This type of runner is more likely to collapse
It is less common than you might think, but during large running running events in which tens of thousands of athletes participate always a few individuals collapse. What kind of athletes are they? In Sports, Swedish researchers at the University of Gothenburg put together a profile based on 28 interviews.
The researchers interviewed 28 people who had participated in the Gothenberg half-marathon between 2010 and 2017, collapsed and had to be taken to a hospital.
A stereotype of the endurance athlete who collapses while running is that of someone who is simply not fit enough for intensive exertion. This stereotype certainly does not really apply to the collapsed in the Swedish study. Yes, 41 percent of the study participants had high blood pressure or used blood pressure medication, and 24 percent had had a heart attack or stroke at a relatively young age. However, many runners had no medical history.
Most study participants reported that they had received warning signals prior to collapsing. 61 percent had been remarkably tired, half were dizzy. Other warning signs were nausea, confusion, difficulty seeing, thirst, cramps, headache, and anxiety.
The study participants had however ignored those physical warning signals, mostly because they let their pace not be determined by theor body. Sometimes they felt the pressure of other athletes to keep going, but more often the study participants wanted to equal or surpass a previously set time, or had set themselves a goal that they wanted to achieve at all costs.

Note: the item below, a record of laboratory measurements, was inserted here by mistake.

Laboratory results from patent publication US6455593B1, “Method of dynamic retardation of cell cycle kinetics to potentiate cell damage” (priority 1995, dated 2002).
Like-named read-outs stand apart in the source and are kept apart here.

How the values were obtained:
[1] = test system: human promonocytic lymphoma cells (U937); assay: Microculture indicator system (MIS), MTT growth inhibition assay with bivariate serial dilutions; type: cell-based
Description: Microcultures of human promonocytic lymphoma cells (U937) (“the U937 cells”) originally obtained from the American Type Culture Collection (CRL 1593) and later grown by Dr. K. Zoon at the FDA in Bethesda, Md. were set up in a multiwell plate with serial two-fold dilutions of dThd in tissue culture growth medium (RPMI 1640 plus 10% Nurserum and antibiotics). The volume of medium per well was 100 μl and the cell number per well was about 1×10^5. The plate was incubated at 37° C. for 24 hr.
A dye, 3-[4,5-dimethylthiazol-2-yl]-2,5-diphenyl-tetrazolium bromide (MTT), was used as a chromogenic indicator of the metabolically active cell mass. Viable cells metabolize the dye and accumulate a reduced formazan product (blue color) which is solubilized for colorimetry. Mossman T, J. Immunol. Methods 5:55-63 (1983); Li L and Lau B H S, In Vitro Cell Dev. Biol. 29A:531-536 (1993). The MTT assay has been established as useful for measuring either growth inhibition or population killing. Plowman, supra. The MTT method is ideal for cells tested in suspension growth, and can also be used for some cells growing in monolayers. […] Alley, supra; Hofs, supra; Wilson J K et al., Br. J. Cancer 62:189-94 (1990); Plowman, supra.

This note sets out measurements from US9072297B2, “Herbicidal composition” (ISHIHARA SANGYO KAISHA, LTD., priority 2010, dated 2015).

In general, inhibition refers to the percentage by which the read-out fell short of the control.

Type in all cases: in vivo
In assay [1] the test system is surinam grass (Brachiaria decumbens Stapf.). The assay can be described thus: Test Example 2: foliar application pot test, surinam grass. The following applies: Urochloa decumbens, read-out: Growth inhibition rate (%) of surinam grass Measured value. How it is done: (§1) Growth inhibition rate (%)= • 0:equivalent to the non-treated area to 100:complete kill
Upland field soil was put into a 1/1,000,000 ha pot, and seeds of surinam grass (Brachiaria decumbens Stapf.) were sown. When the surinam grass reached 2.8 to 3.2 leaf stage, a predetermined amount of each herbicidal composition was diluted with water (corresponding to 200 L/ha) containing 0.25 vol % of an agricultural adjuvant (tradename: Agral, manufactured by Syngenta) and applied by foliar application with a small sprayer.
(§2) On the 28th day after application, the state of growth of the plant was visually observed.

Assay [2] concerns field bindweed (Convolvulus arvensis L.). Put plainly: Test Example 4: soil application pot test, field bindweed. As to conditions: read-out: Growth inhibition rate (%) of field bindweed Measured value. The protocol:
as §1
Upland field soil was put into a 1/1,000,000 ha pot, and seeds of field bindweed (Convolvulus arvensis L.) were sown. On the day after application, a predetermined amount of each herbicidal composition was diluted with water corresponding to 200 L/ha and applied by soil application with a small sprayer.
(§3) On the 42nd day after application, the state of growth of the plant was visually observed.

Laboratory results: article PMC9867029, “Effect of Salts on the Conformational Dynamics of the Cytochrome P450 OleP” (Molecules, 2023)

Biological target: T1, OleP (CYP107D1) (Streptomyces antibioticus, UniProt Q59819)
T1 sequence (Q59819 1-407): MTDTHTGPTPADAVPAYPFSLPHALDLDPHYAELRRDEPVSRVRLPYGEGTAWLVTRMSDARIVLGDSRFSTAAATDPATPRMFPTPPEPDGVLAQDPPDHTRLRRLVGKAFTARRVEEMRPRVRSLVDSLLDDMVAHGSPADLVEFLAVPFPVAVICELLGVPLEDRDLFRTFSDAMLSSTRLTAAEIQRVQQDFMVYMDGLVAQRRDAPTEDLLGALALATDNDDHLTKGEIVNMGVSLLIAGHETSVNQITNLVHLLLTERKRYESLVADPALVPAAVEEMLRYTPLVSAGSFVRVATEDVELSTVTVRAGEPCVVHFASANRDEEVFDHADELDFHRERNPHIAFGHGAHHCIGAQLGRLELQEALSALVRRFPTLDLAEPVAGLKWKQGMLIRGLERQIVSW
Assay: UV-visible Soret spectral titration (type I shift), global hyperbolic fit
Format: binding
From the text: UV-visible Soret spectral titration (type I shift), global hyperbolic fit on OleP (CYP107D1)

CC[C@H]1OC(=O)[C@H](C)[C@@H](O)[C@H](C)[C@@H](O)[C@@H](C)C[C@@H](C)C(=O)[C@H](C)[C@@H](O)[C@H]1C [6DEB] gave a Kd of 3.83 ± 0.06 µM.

The monomaniac focus on performance was the most important factor found by the Swedes.
"All interviewees described themselves as stubborn, ambitious and disciplined persons", write the Swedes. "Most of them measured their performance based on figures such as the number of kilometers, pulse, or time."
"Collapsing runners seem to lack the ability to make a decision to withdraw from the contest despite being exhausted. They feel the pain, but are unable to put meaning to their feeling, to adjust their pacing, and to handle other influences."
"Consequently, they do not overcome the problem or assess the situation. These individual mental characteristics may indicate a unique profile for collapsing runners."
Sports (Basel). 2019;8(1):E2.
Not a good idea to run more than 7 k a day if you've had a heart attack 28.09.2014